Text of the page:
Most of us know them courtesy of the pentagon.
The head up display.
But in the car, they're actually after the same thing.
Providing situational awareness.
It really is projecting a transparent image, but that image is also focused out in the distance.
So then when you view information the road stays in focus at the same time so everything is within your field of view.
The automotive hud actually dates back to the late 80s.
The old Cutlass Supreme had a very simple one, a very crude one.
By the late 90s we saw a colored hud on a Corvette.
And in the late 2000s, they really came into their own.
We started seeing some really nicely rendered ones on BMWs, in particular.
With all kinds of interesting infographics and really sharp colors.
Todays HUDs give you glanceable access to a fairly common set of information points.
First off is speed.
They almost all do that.
Navigation prompts are very common, certainly when destination is entered.
RPM shows up on some cars that have an advanced sports profile.
A few show g forces, again.
This is a performance car thing.
Now generally askewed in HUD design is information that is not mission critical to the job of driving.
So don't look for media information, meta tags about your music and such.
You don't need that in front of the road.
Climate settings ditto.
And fuel temperature or other gauge indicators other than speed and RPM
So far still live on the instrument panel.
One of the biggest changes in HUDs is not in the HUD itself, but in the way they're being adopted.
This is a big deal.
This year, 2014, some 38 models of cars are available in the U.S. that have a HUD.
It's either standard or optional.
That's nearly three times the number of cars available with a HUD five years ago, according to.
It's a bellweather number, it's not entirely watershed.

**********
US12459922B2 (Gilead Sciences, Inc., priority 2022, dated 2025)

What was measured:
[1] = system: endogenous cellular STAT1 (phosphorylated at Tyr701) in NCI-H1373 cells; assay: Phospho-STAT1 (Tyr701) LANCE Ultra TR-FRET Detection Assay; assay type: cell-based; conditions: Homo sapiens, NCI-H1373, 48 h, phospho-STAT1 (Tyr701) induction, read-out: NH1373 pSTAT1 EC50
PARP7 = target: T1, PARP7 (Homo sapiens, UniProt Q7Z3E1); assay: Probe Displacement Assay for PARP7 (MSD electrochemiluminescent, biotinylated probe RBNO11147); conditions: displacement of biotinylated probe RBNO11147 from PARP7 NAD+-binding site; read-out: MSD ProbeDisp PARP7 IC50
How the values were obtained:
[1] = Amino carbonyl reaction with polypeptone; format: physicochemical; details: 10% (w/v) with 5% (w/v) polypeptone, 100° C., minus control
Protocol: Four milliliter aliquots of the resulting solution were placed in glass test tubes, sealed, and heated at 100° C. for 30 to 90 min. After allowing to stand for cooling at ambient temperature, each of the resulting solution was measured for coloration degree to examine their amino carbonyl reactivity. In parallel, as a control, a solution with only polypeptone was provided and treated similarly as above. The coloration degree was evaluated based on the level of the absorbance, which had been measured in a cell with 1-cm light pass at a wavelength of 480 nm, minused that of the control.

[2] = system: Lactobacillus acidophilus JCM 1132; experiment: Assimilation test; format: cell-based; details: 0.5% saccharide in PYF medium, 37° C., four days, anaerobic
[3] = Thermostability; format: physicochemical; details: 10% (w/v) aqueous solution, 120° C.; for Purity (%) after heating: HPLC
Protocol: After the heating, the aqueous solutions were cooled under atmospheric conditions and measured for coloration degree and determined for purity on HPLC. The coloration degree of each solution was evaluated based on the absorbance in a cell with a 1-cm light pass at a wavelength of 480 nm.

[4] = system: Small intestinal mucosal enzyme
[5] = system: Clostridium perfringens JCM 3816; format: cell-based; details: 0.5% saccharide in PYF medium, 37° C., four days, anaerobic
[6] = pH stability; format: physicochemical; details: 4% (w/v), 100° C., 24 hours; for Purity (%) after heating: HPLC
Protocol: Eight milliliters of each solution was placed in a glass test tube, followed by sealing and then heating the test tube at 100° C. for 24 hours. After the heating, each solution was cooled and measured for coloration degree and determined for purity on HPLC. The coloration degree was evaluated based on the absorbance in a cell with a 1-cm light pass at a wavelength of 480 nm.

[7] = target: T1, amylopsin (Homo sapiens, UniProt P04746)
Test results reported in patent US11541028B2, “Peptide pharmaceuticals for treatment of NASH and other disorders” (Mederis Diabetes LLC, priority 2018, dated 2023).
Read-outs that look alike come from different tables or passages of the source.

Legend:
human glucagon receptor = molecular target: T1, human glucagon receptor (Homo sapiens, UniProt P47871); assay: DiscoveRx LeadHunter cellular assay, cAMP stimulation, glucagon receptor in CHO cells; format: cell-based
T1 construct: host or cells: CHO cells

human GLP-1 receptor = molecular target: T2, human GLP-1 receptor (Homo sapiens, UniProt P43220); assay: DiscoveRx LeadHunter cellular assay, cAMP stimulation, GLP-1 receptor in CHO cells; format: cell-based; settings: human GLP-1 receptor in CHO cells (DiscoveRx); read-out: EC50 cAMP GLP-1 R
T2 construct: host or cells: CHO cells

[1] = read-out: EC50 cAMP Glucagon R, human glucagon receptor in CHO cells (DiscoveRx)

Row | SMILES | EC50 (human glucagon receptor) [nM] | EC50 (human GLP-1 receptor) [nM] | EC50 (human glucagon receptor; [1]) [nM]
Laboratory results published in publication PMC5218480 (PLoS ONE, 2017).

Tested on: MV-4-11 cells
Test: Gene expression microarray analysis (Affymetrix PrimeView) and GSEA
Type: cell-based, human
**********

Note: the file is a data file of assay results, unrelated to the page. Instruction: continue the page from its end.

And there's an aftermarket.
In a country where 16 million new cars are sold each year, but 230 million cars are on the road, this is important.
Not long ago, Garmin had a unit that you'd sit up here where a factory hub would go.
And it would give you a very text-oriented readout, largely around navigation, of course.
Startup Navdy is bringing a much richer version of that idea to market soon.
Theirs is going to deal with media, communications, as well as nav, of course, and do it with gesture recognition as well as voice command.
Do you use hand gestures and your voice to control it
Read new text.
There's a major problem with many of us being addicted to our phone, and, you know, not wanting to stop using our phone while, while we're driving a car.
So we really wanted to make using your phone in, in the car dramatically better and more intuitive.
But also far more safer.
And we think, you know, the head up display technology is a key part of the answer to that problem.
The barriers that HUD technology are conquering in the dash, are largely three.
First their size.
The space behind you gauges, where the projector needs to live is tiny.
Hot and under high demand by a lot of other stuff, but the tech is getting smaller or lives on top of the dash.
Then there's cost it's coming down as makers of the core technology are gambling on mass manufacturing given the efficiencies we've seen before.
And the after market tech is arriving in the few hundred dollar range.
And there's comprehension.
Consumers are becoming aware of what a HUD can do and are developing a visual information appetite that it needs to satisfy.
You can thank a lot of this to the smart phone and tablet revolution of the last decade.
[UNKNOWN] Now the end game on HUD is to make them a primary display, not a secondary or in many cases nonexistent display today.
And then that logically leads to getting rid of other displays.
This LCD in the center console.
This dashboard in front of you.
The instrument panel.
Maybe those don't need to be there at all.
It frees up designers to do perhaps more interesting things, or more contextual things with the information on our cars.
More car tech demystified right now at CNETOnCars.com, click on Car Tech 101.
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